Nano-sized robot a big breakthrough for grad student

This is the fourth in a five-part series profiling graduate student recipients of the 2016 Jack Miller Excellence in Research Awards. Today’s story features the winners (master’s and doctoral) from the Faculty of Mathematics and Science.

Xiaolong Yang – MSc Chemistry; Supervisor: Assistant Professor Feng Li

One year into his master’s studies in Chemistry, Xiaolong Yang is making a name for himself as a researcher in bioanalytical chemistry.

His recent work on developing 3-D DNA nanomachine technology is a highly innovative breakthrough for early-stage disease diagnostics.

Yang is part of a team of researchers, including his supervisor Assistant Professor Feng Li, who created a nano-sized robot that has the potential to detect diseases in a blood sample within 30 minutes.

Unlike conventional diagnostic testing methods that require sophisticated equipment, highly trained personnel and at least a day to get results, the 3D nanomachine technique can be used in most clinics and labs, with results in as little as a half-hour.

“If one day the 3D nanomachine technique is applied to real clinical service for primary-stage patients’ disease diagnostic, it will save thousands of lives,” Yang says. “Also, this technique is full of potential for replacing the old-fashioned, time-consuming and labour intensive diagnostic technique in the future medical community. This is a very simple tool, but it could highly impact future medical care.”

Currently, Yang is working on engineering the 3-D nanomachine into diagnostic tools for devastating diseases, such as cancer and infectious diseases.

Li says Yang’s research achievements have greatly impacted several research fields including nanotechnology, analytical chemistry, and biotechnology. His accomplishments have been well recognized by peer-reviewed publications, including ACS Nano, Chemical Sciences, Analytical Chemistry and Analyst.

“Construction of nanoscale molecular devices of high complexity and functionality is an extremely challenging task in the field of nanotechnology,” Li explains. “Xiaolong’s work on fabricating the 3-D DNA nanomachine provides an elegant example to address this challenge. Moreover, the 3-D DNA nanomachine technology also provides a unique platform for rapid signal amplification to detect important biomolecules, addressing a core challenge in analytical chemistry and biotechnology.”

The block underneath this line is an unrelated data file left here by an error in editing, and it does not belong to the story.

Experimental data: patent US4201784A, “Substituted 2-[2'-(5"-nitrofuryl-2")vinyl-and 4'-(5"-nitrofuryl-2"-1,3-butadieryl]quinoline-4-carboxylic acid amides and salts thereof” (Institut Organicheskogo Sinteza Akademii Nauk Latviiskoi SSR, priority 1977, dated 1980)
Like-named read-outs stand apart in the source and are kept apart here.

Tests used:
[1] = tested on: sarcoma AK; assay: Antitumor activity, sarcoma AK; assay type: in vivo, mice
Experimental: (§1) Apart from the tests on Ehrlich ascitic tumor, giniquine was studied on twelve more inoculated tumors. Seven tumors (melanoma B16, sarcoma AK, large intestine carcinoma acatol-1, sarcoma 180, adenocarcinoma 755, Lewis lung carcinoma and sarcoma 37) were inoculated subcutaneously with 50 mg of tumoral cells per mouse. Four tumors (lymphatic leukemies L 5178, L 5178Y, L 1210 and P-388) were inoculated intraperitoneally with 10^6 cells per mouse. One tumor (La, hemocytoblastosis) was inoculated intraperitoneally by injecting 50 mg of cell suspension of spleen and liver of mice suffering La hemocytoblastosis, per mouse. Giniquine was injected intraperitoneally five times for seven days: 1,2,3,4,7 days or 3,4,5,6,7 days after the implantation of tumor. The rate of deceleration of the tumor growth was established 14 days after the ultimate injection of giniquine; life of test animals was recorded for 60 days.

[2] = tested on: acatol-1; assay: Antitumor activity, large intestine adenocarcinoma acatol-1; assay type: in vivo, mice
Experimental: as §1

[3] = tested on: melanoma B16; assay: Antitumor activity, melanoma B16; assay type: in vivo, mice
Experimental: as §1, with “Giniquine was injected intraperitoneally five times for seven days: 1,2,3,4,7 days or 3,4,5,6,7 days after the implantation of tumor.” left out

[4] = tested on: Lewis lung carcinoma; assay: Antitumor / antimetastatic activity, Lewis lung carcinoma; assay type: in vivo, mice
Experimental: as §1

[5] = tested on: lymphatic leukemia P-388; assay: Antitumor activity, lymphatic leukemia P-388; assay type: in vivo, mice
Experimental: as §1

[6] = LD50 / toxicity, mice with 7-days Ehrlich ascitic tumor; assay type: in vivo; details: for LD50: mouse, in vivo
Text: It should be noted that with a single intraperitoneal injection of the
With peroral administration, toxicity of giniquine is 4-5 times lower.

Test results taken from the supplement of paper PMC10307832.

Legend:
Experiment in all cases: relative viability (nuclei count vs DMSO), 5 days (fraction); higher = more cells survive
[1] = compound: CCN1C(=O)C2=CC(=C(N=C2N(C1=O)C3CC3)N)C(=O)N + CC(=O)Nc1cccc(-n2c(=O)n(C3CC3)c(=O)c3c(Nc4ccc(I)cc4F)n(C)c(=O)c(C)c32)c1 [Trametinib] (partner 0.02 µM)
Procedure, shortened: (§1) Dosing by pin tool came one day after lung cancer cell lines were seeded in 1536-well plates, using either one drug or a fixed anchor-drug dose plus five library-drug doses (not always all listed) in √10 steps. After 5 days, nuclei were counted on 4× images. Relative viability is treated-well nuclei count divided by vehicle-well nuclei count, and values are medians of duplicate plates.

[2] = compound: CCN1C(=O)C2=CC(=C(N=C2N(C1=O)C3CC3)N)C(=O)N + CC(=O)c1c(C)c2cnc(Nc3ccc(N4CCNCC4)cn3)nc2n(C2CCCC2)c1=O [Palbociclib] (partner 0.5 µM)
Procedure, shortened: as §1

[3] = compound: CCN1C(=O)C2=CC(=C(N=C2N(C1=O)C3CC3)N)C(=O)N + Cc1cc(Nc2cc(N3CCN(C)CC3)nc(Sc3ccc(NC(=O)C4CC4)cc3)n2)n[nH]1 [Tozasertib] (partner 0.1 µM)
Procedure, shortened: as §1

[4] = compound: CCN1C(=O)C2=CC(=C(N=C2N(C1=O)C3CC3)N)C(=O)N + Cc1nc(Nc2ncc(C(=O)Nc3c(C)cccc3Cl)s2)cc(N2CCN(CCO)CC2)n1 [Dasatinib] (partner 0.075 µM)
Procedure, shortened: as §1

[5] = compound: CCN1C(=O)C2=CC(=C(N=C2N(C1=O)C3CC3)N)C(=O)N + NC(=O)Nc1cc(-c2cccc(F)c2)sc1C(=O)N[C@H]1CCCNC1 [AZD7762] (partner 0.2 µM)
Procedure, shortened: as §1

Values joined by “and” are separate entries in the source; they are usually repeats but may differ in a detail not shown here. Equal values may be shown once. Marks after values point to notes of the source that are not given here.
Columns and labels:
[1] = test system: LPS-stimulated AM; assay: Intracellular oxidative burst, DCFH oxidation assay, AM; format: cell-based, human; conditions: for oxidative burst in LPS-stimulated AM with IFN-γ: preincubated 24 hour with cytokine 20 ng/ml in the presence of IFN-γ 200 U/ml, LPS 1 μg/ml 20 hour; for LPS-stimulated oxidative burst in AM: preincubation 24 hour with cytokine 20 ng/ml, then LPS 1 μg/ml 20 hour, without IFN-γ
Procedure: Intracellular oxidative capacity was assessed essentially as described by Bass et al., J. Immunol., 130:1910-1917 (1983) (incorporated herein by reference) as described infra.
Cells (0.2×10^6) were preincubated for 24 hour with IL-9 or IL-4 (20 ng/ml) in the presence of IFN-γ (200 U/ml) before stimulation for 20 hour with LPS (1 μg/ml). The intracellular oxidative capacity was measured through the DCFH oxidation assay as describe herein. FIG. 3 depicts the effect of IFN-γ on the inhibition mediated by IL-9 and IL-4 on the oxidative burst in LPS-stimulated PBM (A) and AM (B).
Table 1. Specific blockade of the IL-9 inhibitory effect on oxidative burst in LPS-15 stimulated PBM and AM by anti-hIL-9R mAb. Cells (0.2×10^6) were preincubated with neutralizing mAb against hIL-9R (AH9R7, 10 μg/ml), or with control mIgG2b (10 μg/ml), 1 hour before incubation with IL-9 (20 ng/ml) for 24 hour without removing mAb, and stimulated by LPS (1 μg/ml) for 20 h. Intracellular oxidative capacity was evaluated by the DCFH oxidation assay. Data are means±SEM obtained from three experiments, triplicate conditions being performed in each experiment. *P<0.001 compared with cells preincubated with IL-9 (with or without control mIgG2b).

Earlier this year, Yang was a finalist in Science, Action! a national video competition, put on by the Natural Sciences and Engineering Research Council (NSERC), to showcase graduate research across Canada.

 Terry Chu, PhD, Chemistry; Supervisor: Professor Georgii Nikonov

Terry Chu is carrying out highly sophisticated research in the hottest area of modern chemistry.

The PhD student in Chemistry is investigating the development of new catalysts relevant to the chemical industry.

“Catalysts, discrete molecules that are added in tiny amounts to a reaction. They are vitally important to the modern chemical industry in order to make the reactions that produce the vast array of products used in everyday life, ranging from medicines to materials, feasible and economically viable,” explains Chu. “Despite their widespread use, current catalysts have significant drawbacks as they are based on rare metals such as palladium and platinum that are costly due to their rarity as well as the recognized toxicity of such metals, necessitating extra steps to ensure their removal from the final products.”

“My research is directed towards the development of new catalysts that are based on less toxic and more abundant metals, in particular aluminum and zinc, in the hopes of lowering cost, increasing safety and making the chemical industry more environmentally sustainable.”

Terry Chu

Terry Chu

This research is highly original, innovative and is placed at the very front line of modern chemistry, says Chu’s supervisor Professor Georgii Nikonov.

“Chemical catalysis contributes up to 25 per cent of GDP in industrialized countries and the key component of our knowledge-based economy,” explains Nikonov.

“The development of main group element surrogates for traditional transition metal catalysts is an emerging field of research. It is highly promising in delivering both cheaper and more environmentally benign catalytic systems based on earth abundant elements, such as aluminum, zinc, magnesium, etc., and replacing the platinum, palladium and rhodium from industrial applications.”

Chu is the recipient of a long list of internal and external awards including an Ontario Graduate Doctoral Scholarship in 2015, Queen Elizabeth II Graduate (Master’s) Scholarships in 2011 and 2010.

Chu has seven high-quality research publications to his credit including publications in the most prestigious chemistry journals, such as Angewandte Chemie and the Journal of American Chemical Society. Also he has given six oral presentations at highly ranked conferences in Canada and the U.S.

About the Jack M. Miller Excellence in Research Awards

The awards were established as the Excellence in Research Awards by the late Jack Miller when he served as Vice-President Research and Dean of Graduate Studies, from 1999 to 2004.

As a tribute to Miller, the Faculty of Graduate Studies renamed the awards in his honour in 2013 and, at the same time, increased the number of awards available and the value of each award.

Since then, as many as 11 graduates students, in research-based programs, are selected annually from within the six academic faculties to receive between $1,000 to $1,500 to support their research and scholarship.

Other stories in the series:

Faculty of Applied Health Sciences

Goodman School of Business

Faculty of Humanities

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